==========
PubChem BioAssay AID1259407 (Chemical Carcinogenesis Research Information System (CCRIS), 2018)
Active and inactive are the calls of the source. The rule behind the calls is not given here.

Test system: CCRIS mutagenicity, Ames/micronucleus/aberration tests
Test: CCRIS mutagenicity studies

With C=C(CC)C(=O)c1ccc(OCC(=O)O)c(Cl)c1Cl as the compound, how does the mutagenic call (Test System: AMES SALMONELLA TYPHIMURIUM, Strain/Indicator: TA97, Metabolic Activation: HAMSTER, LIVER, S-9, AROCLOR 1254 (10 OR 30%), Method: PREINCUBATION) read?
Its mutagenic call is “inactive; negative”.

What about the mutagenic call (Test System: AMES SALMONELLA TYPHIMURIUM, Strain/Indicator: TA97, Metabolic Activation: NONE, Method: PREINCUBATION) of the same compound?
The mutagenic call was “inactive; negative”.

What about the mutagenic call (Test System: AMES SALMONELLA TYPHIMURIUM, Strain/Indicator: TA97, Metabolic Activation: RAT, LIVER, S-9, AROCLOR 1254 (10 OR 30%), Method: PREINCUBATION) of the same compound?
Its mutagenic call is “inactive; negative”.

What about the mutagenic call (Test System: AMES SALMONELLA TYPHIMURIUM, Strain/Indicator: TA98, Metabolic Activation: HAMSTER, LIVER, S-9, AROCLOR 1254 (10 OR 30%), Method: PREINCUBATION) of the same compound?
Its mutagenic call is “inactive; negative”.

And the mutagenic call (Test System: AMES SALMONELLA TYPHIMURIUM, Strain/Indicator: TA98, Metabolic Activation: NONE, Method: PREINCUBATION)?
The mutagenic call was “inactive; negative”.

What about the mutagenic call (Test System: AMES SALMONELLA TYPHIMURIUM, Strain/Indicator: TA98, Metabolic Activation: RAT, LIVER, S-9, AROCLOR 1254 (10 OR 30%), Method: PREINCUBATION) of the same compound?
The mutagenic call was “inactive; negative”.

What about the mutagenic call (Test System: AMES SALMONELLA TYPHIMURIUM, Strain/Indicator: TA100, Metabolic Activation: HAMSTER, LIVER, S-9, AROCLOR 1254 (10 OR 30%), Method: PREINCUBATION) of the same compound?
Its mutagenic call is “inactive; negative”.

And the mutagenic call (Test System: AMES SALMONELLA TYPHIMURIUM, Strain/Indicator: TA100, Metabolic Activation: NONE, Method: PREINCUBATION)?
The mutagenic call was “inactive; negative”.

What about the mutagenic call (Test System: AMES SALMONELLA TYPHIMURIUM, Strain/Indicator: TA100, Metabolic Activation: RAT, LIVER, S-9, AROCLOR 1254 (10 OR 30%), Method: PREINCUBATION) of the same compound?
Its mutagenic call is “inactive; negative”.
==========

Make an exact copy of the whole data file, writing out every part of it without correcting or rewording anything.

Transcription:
PubChem BioAssay AID1259407 (Chemical Carcinogenesis Research Information System (CCRIS), 2018)
Active and inactive are the calls of the source. The rule behind the calls is not given here.

Test system: CCRIS mutagenicity, Ames/micronucleus/aberration tests
Test: CCRIS mutagenicity studies

With C=C(CC)C(=O)c1ccc(OCC(=O)O)c(Cl)c1Cl as the compound, how does the mutagenic call (Test System: AMES SALMONELLA TYPHIMURIUM, Strain/Indicator: TA97, Metabolic Activation: HAMSTER, LIVER, S-9, AROCLOR 1254 (10 OR 30%), Method: PREINCUBATION) read?
Its mutagenic call is “inactive; negative”.

What about the mutagenic call (Test System: AMES SALMONELLA TYPHIMURIUM, Strain/Indicator: TA97, Metabolic Activation: NONE, Method: PREINCUBATION) of the same compound?
The mutagenic call was “inactive; negative”.

What about the mutagenic call (Test System: AMES SALMONELLA TYPHIMURIUM, Strain/Indicator: TA97, Metabolic Activation: RAT, LIVER, S-9, AROCLOR 1254 (10 OR 30%), Method: PREINCUBATION) of the same compound?
Its mutagenic call is “inactive; negative”.

What about the mutagenic call (Test System: AMES SALMONELLA TYPHIMURIUM, Strain/Indicator: TA98, Metabolic Activation: HAMSTER, LIVER, S-9, AROCLOR 1254 (10 OR 30%), Method: PREINCUBATION) of the same compound?
Its mutagenic call is “inactive; negative”.

And the mutagenic call (Test System: AMES SALMONELLA TYPHIMURIUM, Strain/Indicator: TA98, Metabolic Activation: NONE, Method: PREINCUBATION)?
The mutagenic call was “inactive; negative”.

What about the mutagenic call (Test System: AMES SALMONELLA TYPHIMURIUM, Strain/Indicator: TA98, Metabolic Activation: RAT, LIVER, S-9, AROCLOR 1254 (10 OR 30%), Method: PREINCUBATION) of the same compound?
The mutagenic call was “inactive; negative”.

What about the mutagenic call (Test System: AMES SALMONELLA TYPHIMURIUM, Strain/Indicator: TA100, Metabolic Activation: HAMSTER, LIVER, S-9, AROCLOR 1254 (10 OR 30%), Method: PREINCUBATION) of the same compound?
Its mutagenic call is “inactive; negative”.

And the mutagenic call (Test System: AMES SALMONELLA TYPHIMURIUM, Strain/Indicator: TA100, Metabolic Activation: NONE, Method: PREINCUBATION)?
The mutagenic call was “inactive; negative”.

What about the mutagenic call (Test System: AMES SALMONELLA TYPHIMURIUM, Strain/Indicator: TA100, Metabolic Activation: RAT, LIVER, S-9, AROCLOR 1254 (10 OR 30%), Method: PREINCUBATION) of the same compound?
Its mutagenic call is “inactive; negative”.